A number of landmark cooperation deals between Chinese electric vehicle (EV) makers and their partners in ASEAN countries were announced recently, which happened as the EU turned toward protectionism with its anti-subsidy probe of Chinese EVs.
Analysts said the vibrant cooperation of China and ASEAN on EVs and green development was in contrast to the protectionist stance of the EU, which has a biased view of the development of the Chinese EV industry.
They warned that the protectionist actions taken by the European Commission (EC) threaten to slow the Europe’s transition toward electrification and will impede the EU’s economic recovery and damage the interests of EU consumers.
Chinese EV manufacturer BYD announced on Wednesday that its models including the Dolphin ranked first in terms of all-electric EV sales in Thailand for the past nine consecutive months.
On the same day, another Chinese automaker Zhejiang Geely Holding announced that it had agreed with Malaysian automaker DRB-Hicom to develop an automotive hub in Malaysia to “accelerate the country’s transition toward new-energy and smart automobiles.” Geely will reportedly invest $10 billion in related projects there.
On the logistics front, COSCO Shipping Car Carriers, a leading car shipping company in China, told the Global Times in a statement on Wednesday that it launched its first third-country freight service from Thailand on Tuesday.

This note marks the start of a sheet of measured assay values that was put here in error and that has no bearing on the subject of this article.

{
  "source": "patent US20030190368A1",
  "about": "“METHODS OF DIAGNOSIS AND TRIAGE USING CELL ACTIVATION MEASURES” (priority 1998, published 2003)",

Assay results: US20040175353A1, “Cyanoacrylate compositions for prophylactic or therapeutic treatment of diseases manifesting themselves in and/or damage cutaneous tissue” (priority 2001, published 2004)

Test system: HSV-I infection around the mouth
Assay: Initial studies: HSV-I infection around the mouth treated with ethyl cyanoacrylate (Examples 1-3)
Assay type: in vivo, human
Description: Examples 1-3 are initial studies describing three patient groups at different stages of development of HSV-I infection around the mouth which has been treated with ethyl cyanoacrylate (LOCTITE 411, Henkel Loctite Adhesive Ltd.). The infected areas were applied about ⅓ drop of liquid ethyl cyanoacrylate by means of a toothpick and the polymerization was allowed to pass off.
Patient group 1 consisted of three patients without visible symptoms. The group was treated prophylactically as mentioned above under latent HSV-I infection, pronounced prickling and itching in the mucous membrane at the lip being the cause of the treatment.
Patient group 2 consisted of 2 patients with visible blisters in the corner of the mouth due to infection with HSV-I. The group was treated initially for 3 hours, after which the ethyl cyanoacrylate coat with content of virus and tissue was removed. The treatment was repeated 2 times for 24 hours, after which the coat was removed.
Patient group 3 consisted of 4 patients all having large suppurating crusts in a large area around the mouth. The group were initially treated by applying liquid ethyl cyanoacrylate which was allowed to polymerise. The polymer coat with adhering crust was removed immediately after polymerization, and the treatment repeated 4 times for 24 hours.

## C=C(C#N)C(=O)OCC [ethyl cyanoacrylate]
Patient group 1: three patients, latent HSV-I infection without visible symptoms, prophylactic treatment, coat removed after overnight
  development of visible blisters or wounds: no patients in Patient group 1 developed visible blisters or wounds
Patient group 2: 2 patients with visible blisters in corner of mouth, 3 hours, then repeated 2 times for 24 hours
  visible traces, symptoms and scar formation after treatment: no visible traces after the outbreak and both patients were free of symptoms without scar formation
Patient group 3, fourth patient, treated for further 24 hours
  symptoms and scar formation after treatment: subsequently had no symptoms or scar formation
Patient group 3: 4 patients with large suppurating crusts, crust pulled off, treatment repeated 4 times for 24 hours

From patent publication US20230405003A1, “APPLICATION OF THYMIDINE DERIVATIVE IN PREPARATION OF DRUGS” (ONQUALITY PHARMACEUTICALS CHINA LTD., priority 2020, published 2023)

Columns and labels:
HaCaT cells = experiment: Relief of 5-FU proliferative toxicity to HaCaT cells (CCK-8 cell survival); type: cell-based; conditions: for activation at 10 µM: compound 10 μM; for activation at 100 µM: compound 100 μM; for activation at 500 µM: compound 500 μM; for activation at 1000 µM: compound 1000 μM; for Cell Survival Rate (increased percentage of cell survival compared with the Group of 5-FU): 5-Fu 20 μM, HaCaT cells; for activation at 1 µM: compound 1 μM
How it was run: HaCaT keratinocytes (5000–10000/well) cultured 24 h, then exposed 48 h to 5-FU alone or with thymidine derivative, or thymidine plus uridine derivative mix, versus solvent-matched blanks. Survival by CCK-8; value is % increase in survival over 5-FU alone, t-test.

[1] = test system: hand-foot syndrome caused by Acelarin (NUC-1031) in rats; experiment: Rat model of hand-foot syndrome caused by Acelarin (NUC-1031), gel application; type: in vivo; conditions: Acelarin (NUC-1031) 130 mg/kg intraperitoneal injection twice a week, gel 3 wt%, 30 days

After offloading Chinese vehicles at Laem Chabang Port, a ship loaded with Thailand-produced excavators will continue its journey to the Middle East.
These cooperation deals are facets of deepening China-ASEAN cooperation in EVs, while an industry cluster takes shape in the region, banking on stronger ties and a cooperative spirit.
On the back of the advantage of scale of China’s EV industry and global green transition, more Chinese EV brands are going global and their worldwide recognition continues to increase.
On Wednesday, the China Passenger Car Association (CPCA) said that it firmly opposes the EU’s move last week to launch an anti-subsidy probe into Chinese EVs, noting that the decision is groundless and violates WTO rules.
The EU’s decision is based on a subjective assumption of so-called “economic threat” to the EU’s electric car industry, rather than based on sufficient facts, the CPCA said.
“The nature of the EU’s move is to hinder and curb China’s technological rise, which violates the WTO’s principle of fairness,” the association said, urging the bloc to stop using unilateral trade tools that were designed to hinder China’s EV enterprises’ development in Europe or increase their operation costs.
He Weiwen, senior fellow of the Center for China and Globalization, told the Global Times that even if the EU manages to protect its EV industry, it cannot avoid the damage inflicted by its protectionist measures on its industrial chain, harming the long-term growth prospects for its EV industry and green transition.
According to data released by the CPCA, China’s exports of EV passenger vehicles surged by 107 percent year-on-year to 91,000 in September, or up 16 percent month-on-month.
Source: Global Times